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Let’s face it; the job market is tough right now. And for people over 50, the job market is doubly tough. If you’re a mature worker struggling to find a job, you’re not alone. It can be daunting trying to compete with the younger crowd and changes in technology.
But, don’t be discouraged. Younger isn’t necessarily better. Job seekers over 50 have many highly sought-after attributes. In this article, you’ll find several job tips specifically for people over 50 that can help you search for a job and interview with confidence.
According to Elizabeth Lions, Executive Coach and author ofRecession Proof Yourself, one of the largest concerns among interviewees over 50 years of age is that they will lose the job to a younger candidate. “The interviewing and hiring process is the biggest stumbling block (for seniors).” Clients also fear they will be “low-balled” in wages so they give up before they even meet their prospective employer.
So, what’s a struggling, unemployed person over 50 to do to combat these fears? Let them go. Absolutely! When you walk into a job interview truly believing you’re not going to be hired for the position because of a few grey hairs, you’re setting yourself up for failure. Your competition isn’t so much the twenty-something who’s scheduled for the same interview, it’s you.
Think about it this way, you have a lot of experience. Many ‘want ads’ specifically demand five to ten years previous experience in a field. Younger interviewees often answer these ads whether they have the experience or not. Believe it or not, many employers prefer the expertise that comes with your maturity.
When walking into an interview, instead of focusing on your upcoming 20-year reunion, focus on your strong attributes. As a senior worker, you have a lot more to offer than you might think. For example older workers:
Roy Cohen, career coach and author of The Wall Street Professional’s Survival Guide says though jobseekers over 50 have many attractive qualities, there are some weaker attributes that may sour their chances of sealing the deal. These include:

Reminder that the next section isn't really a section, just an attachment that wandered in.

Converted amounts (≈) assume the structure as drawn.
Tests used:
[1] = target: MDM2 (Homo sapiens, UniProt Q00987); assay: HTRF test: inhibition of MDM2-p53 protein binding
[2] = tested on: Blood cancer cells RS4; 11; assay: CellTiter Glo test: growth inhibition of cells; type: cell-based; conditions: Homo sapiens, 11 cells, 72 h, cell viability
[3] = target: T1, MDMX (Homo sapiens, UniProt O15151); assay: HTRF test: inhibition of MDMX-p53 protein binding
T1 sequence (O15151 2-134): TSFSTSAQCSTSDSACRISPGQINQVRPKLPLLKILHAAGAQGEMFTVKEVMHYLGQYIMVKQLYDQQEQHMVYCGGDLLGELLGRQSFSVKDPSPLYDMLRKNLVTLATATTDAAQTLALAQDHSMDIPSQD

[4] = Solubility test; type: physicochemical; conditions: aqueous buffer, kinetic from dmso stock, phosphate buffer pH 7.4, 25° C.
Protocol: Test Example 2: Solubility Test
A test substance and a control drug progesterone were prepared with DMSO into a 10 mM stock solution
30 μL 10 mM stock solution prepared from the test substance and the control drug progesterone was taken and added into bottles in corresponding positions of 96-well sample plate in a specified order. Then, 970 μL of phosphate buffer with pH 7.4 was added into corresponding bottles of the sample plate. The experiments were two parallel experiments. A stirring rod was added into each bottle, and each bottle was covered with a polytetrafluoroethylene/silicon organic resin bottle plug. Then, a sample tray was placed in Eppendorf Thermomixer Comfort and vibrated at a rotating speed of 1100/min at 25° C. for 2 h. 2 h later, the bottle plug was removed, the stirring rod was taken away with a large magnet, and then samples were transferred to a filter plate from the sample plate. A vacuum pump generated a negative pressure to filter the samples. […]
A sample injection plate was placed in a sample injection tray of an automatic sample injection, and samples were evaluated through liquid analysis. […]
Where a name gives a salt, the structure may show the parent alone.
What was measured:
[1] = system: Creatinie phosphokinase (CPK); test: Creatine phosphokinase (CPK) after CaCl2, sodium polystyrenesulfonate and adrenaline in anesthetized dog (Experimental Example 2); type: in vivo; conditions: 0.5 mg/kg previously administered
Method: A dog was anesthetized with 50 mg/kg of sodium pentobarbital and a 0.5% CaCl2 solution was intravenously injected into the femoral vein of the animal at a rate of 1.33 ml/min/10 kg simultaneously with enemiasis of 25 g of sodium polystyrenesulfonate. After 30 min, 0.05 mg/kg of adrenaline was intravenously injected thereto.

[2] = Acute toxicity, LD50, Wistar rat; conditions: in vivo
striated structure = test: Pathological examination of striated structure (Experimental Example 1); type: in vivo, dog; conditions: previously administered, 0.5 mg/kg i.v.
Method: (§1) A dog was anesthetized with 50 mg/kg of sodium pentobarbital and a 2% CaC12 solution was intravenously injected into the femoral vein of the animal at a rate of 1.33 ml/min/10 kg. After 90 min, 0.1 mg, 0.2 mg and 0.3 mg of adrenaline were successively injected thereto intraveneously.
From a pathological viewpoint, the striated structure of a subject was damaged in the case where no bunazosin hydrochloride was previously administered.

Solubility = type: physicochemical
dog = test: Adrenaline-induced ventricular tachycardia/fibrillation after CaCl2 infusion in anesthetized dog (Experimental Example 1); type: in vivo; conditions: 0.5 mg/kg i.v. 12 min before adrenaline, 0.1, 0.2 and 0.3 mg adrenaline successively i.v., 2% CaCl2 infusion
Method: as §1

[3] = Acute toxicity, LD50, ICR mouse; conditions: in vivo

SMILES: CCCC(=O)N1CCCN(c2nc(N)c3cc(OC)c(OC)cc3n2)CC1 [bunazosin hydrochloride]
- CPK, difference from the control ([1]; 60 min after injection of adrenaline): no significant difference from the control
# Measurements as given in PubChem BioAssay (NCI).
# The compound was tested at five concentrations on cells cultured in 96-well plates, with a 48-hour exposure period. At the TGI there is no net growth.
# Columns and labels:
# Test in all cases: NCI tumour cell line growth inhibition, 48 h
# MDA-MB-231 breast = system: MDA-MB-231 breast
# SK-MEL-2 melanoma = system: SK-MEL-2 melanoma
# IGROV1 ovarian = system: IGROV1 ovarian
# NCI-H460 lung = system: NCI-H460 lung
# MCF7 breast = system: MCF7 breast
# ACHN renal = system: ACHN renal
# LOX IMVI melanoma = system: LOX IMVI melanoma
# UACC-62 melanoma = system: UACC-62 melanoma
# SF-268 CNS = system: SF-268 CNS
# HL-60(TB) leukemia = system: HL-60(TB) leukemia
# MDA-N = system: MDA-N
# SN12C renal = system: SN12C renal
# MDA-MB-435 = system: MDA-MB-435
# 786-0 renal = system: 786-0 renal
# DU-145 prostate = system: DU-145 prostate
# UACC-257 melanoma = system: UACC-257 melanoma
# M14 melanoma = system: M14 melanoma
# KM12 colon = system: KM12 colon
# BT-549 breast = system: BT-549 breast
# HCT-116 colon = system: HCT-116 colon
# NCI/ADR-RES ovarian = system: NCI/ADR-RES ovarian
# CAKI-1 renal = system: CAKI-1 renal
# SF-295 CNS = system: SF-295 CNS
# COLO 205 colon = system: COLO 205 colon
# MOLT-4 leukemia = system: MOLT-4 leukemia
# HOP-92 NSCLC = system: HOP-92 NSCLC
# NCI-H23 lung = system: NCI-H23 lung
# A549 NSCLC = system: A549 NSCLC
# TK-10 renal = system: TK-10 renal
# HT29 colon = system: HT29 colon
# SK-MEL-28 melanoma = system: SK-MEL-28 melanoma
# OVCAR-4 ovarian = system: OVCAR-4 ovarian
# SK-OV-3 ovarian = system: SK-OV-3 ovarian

Susie Aubuchon of McKinley Marketing Partners has some direct advice for jobseekers over 50: “Remove your ego from the equation.” In today’s economy, hiring managers are looking to cut costs wherever possible. They may hire the younger candidate because they know he or she will work for less. So, be sure to stay flexible. Even if the offer is 10-20% less than where you were last employed, be reasonable. It’s better to have a position at a bit of a pay cut than nothing at all.
The world and its technology are changing by leaps and bounds and it’s important for jobseekers over 50 to keep up. This doesn’t mean you need to go out and buy a Smart Phone or an iPad but it’s helpful to have a basic understanding of these devices and what they’re used for.
Basic Internet navigation, software skills and cell phone usage are skills you should have under your belt before starting the interview process. If you feel your skills could use a brush-up, local high schools and colleges often offer basic computer courses to help you get started. If you don’t have the money for the classes, register at a temp agency. Not only can they help you get your foot in the door, they often let you brush up on your computer skills at no charge to you.
Also, during your interview, avoid talking about the way things use to be. Keep the discussion moving around solutions and what your unique resume brings to the table. Reminiscing about the past will only make you look as though you may be unable to keep up.
Do Your Research
Before interviewing for a position, be sure to do your homework first. Get a feel for the company’s position, ethics and demographic. Certain companies are more suited to mature workers than others. Not only does checking out a place before interviewing help you know if you’ll fit in, it will impress your prospective boss!
Modify Your Resume
The good news is you have lots of experience to bring to the table. The bad news is no hiring manager wants to sift through a 5-page resume. Instead of listing every job you’ve ever had starting from day one, include only your experience from the past decade. Also, leave out dates of graduation from high school or college. The numbers will only date you and detract attention from your experience.
Get in with Your Crowd
Art Koff, founder of Retired Brains, suggests visiting websites specifically geared toward jobseekers over 50. Several sites, including organizations like AARP, offer helpful advice, hints, tips and jobs for people in your age group.
Though times are tough, but there is a job out there just for you. Remember how much experience, loyalty and stability you bring to the table and focus on that instead of your younger competition. Stay current, flexible and network often and you’ll soon be embarking on a brand new job adventure!